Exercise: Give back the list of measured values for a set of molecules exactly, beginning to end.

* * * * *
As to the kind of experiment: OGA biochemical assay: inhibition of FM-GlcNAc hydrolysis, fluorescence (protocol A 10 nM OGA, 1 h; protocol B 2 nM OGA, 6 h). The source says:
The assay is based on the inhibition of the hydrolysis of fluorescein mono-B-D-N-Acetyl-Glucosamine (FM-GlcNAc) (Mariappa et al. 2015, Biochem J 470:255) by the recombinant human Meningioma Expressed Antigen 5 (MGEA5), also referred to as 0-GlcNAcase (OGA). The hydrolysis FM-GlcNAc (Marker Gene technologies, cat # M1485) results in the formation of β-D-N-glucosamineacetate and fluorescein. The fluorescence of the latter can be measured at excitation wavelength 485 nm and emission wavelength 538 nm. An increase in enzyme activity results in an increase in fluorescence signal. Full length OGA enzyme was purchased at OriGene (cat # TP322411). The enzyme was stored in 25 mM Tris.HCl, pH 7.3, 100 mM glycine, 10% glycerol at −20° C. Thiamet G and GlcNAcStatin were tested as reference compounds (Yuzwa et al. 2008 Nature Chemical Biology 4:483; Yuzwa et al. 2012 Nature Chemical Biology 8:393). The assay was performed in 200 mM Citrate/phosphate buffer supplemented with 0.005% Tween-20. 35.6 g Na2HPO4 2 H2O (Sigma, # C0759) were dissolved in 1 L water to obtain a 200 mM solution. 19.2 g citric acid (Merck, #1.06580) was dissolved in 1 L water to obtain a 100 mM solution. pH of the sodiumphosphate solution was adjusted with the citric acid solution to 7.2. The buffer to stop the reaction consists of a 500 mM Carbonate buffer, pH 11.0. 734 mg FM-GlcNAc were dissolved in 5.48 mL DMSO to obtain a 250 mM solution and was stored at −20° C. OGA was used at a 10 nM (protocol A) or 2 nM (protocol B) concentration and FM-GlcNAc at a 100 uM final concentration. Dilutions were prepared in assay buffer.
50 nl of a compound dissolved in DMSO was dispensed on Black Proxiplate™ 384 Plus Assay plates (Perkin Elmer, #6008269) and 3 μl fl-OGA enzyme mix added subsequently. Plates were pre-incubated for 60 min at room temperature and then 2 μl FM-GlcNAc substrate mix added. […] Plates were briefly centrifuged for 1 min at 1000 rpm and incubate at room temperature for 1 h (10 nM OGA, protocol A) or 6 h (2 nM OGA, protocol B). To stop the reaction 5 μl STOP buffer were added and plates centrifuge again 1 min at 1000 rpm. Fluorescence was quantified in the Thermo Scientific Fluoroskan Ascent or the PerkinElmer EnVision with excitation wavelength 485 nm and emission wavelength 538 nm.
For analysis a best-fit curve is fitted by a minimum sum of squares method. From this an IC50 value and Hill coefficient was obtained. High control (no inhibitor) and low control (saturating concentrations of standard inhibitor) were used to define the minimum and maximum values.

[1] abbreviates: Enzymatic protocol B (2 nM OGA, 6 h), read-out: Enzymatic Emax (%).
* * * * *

As to the kind of experiment: OGA biochemical assay: inhibition of FM-GlcNAc hydrolysis, fluorescence (protocol A 10 nM OGA, 1 h; protocol B 2 nM OGA, 6 h). The source says:
The assay is based on the inhibition of the hydrolysis of fluorescein mono-B-D-N-Acetyl-Glucosamine (FM-GlcNAc) (Mariappa et al. 2015, Biochem J 470:255) by the recombinant human Meningioma Expressed Antigen 5 (MGEA5), also referred to as 0-GlcNAcase (OGA). The hydrolysis FM-GlcNAc (Marker Gene technologies, cat # M1485) results in the formation of β-D-N-glucosamineacetate and fluorescein. The fluorescence of the latter can be measured at excitation wavelength 485 nm and emission wavelength 538 nm. An increase in enzyme activity results in an increase in fluorescence signal. Full length OGA enzyme was purchased at OriGene (cat # TP322411). The enzyme was stored in 25 mM Tris.HCl, pH 7.3, 100 mM glycine, 10% glycerol at −20° C. Thiamet G and GlcNAcStatin were tested as reference compounds (Yuzwa et al. 2008 Nature Chemical Biology 4:483; Yuzwa et al. 2012 Nature Chemical Biology 8:393). The assay was performed in 200 mM Citrate/phosphate buffer supplemented with 0.005% Tween-20. 35.6 g Na2HPO4 2 H2O (Sigma, # C0759) were dissolved in 1 L water to obtain a 200 mM solution. 19.2 g citric acid (Merck, #1.06580) was dissolved in 1 L water to obtain a 100 mM solution. pH of the sodiumphosphate solution was adjusted with the citric acid solution to 7.2. The buffer to stop the reaction consists of a 500 mM Carbonate buffer, pH 11.0. 734 mg FM-GlcNAc were dissolved in 5.48 mL DMSO to obtain a 250 mM solution and was stored at −20° C. OGA was used at a 10 nM (protocol A) or 2 nM (protocol B) concentration and FM-GlcNAc at a 100 uM final concentration. Dilutions were prepared in assay buffer.
50 nl of a compound dissolved in DMSO was dispensed on Black Proxiplate™ 384 Plus Assay plates (Perkin Elmer, #6008269) and 3 μl fl-OGA enzyme mix added subsequently. Plates were pre-incubated for 60 min at room temperature and then 2 μl FM-GlcNAc substrate mix added. […] Plates were briefly centrifuged for 1 min at 1000 rpm and incubate at room temperature for 1 h (10 nM OGA, protocol A) or 6 h (2 nM OGA, protocol B). To stop the reaction 5 μl STOP buffer were added and plates centrifuge again 1 min at 1000 rpm. Fluorescence was quantified in the Thermo Scientific Fluoroskan Ascent or the PerkinElmer EnVision with excitation wavelength 485 nm and emission wavelength 538 nm.
For analysis a best-fit curve is fitted by a minimum sum of squares method. From this an IC50 value and Hill coefficient was obtained. High control (no inhibitor) and low control (saturating concentrations of standard inhibitor) were used to define the minimum and maximum values.

[1] abbreviates: Enzymatic protocol B (2 nM OGA, 6 h), read-out: Enzymatic Emax (%).